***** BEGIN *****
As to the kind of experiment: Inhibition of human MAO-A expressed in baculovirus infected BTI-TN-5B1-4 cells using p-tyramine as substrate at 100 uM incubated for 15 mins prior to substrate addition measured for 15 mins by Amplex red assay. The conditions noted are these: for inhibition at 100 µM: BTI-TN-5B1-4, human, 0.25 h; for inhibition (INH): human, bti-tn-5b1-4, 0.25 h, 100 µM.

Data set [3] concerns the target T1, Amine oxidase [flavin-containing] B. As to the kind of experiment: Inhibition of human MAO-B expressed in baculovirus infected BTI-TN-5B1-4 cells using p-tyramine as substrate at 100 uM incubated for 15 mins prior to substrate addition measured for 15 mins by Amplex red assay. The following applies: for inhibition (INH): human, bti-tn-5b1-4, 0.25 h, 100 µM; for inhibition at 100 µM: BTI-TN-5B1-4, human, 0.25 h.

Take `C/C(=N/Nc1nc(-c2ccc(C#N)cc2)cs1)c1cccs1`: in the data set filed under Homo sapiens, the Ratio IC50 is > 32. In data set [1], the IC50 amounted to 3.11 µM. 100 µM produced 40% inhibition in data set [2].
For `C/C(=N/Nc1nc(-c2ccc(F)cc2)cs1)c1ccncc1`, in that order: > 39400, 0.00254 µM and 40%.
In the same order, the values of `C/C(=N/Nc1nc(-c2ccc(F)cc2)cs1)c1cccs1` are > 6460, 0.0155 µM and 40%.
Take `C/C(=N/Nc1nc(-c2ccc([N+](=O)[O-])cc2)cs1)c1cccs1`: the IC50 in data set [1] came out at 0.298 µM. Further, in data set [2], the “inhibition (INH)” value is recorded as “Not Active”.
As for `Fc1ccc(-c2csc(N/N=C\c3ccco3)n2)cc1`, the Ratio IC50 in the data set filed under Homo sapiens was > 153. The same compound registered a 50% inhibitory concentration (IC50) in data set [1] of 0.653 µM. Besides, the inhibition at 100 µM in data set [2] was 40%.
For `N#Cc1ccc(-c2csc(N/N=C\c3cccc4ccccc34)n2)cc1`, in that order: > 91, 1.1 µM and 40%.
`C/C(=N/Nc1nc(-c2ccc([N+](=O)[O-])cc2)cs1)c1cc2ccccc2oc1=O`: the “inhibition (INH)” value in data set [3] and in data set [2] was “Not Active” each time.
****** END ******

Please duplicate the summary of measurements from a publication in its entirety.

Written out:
As to the kind of experiment: Inhibition of human MAO-A expressed in baculovirus infected BTI-TN-5B1-4 cells using p-tyramine as substrate at 100 uM incubated for 15 mins prior to substrate addition measured for 15 mins by Amplex red assay. The conditions noted are these: for inhibition at 100 µM: BTI-TN-5B1-4, human, 0.25 h; for inhibition (INH): human, bti-tn-5b1-4, 0.25 h, 100 µM.

Data set [3] concerns the target T1, Amine oxidase [flavin-containing] B. As to the kind of experiment: Inhibition of human MAO-B expressed in baculovirus infected BTI-TN-5B1-4 cells using p-tyramine as substrate at 100 uM incubated for 15 mins prior to substrate addition measured for 15 mins by Amplex red assay. The following applies: for inhibition (INH): human, bti-tn-5b1-4, 0.25 h, 100 µM; for inhibition at 100 µM: BTI-TN-5B1-4, human, 0.25 h.

Take `C/C(=N/Nc1nc(-c2ccc(C#N)cc2)cs1)c1cccs1`: in the data set filed under Homo sapiens, the Ratio IC50 is > 32. In data set [1], the IC50 amounted to 3.11 µM. 100 µM produced 40% inhibition in data set [2].
For `C/C(=N/Nc1nc(-c2ccc(F)cc2)cs1)c1ccncc1`, in that order: > 39400, 0.00254 µM and 40%.
In the same order, the values of `C/C(=N/Nc1nc(-c2ccc(F)cc2)cs1)c1cccs1` are > 6460, 0.0155 µM and 40%.
Take `C/C(=N/Nc1nc(-c2ccc([N+](=O)[O-])cc2)cs1)c1cccs1`: the IC50 in data set [1] came out at 0.298 µM. Further, in data set [2], the “inhibition (INH)” value is recorded as “Not Active”.
As for `Fc1ccc(-c2csc(N/N=C\c3ccco3)n2)cc1`, the Ratio IC50 in the data set filed under Homo sapiens was > 153. The same compound registered a 50% inhibitory concentration (IC50) in data set [1] of 0.653 µM. Besides, the inhibition at 100 µM in data set [2] was 40%.
For `N#Cc1ccc(-c2csc(N/N=C\c3cccc4ccccc34)n2)cc1`, in that order: > 91, 1.1 µM and 40%.
`C/C(=N/Nc1nc(-c2ccc([N+](=O)[O-])cc2)cs1)c1cc2ccccc2oc1=O`: the “inhibition (INH)” value in data set [3] and in data set [2] was “Not Active” each time.